Federal immigration programs, such as special visas for crime victims and witnesses, ensure that the U.S. government can continue its potent war on terrorism despite controversial state immigration laws, said Secretary of Homeland Security Janet Napolitano on Wednesday.

At the 2012 National Fusion Center Training Event in Phoenix, Napolitano spoke about Arizona’s controversial SB1070 immigration legislation and its impact on terrorism and intelligence-gathering.

Napolitano, who met with state and major urban area fusion center leaders, addressed collaboration between the federal government and state, local, tribal and territorial partners.

According to the Associated Press, Napolitano said she believes outreach efforts by local officials and the availability of special federal visas for crime victims and witnesses will keep the information flowing, despite the Arizona immigration legislation. 

And Secure Communities, a federal program that screens incoming jail detainees in a majority of the nation for warrants and immigration holds, is an added source of information.

"A lot of communities have developed outreach efforts into local communities that enable that flow of information to be very robust even as we enforce the immigration laws," Napolitano said.

Many critics of Arizona's immigration law have said that such measures clear the way for police to engage in profiling, and make immigrants afraid of approaching police because they fear they will be deported.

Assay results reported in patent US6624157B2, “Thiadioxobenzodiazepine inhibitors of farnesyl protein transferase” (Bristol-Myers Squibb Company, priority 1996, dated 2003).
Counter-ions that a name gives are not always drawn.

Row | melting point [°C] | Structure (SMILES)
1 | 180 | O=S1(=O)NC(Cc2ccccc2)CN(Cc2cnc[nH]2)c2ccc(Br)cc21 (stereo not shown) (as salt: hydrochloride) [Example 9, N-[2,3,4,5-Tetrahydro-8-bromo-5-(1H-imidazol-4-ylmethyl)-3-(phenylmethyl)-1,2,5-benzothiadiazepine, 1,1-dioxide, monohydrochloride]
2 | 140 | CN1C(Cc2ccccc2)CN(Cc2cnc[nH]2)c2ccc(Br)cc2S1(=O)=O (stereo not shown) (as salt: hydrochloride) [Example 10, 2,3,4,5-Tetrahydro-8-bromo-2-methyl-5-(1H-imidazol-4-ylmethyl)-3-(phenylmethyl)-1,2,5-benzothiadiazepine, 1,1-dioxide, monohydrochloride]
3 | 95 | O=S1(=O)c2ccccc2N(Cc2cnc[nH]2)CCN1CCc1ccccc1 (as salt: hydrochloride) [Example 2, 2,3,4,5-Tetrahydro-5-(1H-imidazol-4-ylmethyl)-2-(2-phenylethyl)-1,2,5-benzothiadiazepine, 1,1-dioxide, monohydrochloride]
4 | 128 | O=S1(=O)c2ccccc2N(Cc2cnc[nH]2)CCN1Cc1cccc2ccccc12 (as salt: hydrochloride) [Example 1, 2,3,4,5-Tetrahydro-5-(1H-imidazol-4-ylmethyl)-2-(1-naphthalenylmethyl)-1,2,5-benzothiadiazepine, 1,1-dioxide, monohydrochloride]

Arizona lawmakers say the state's measure -- which, among other things, calls on police to check the immigration status of people they encounter during their work -- will not lead to profiling. They say federal inaction regarding illegal immigration has forced states to take the matter into their own hands.

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Napolitano echoed the Obama administration’s view that Arizona's immigration policy does not help federal agencies. The Justice Department sued Arizona over the law, arguing that immigration is a federal, not state, matter.

“We want to focus on those who commit crimes, those who are fugitives, on those who we pick up right at the border, and on those that are national security threats,” she said.

Napolitano served as governor of Arizona from 2003 to January 2009 before becoming the Homeland Security secretary.

Fusion centers were set up across the country after 9/11 to act as clearing houses for tips, crime reports and other information among federal, state and local law enforcement agencies.

Napolitano reiterated the importance of increasing community awareness and encouraging the public to report suspicious activity to law enforcement.

She also informed the officers attending that with the threat of so-called "home-grown" terrorism increasing, the fusion centers' role as the conduit between federal intelligence and intelligence gathered by law enforcement agencies and towns and cities has become even more critical.

"It can be people who are right here and who we don't have much knowledge about," she said.

Based on reporting by the Associated Press.

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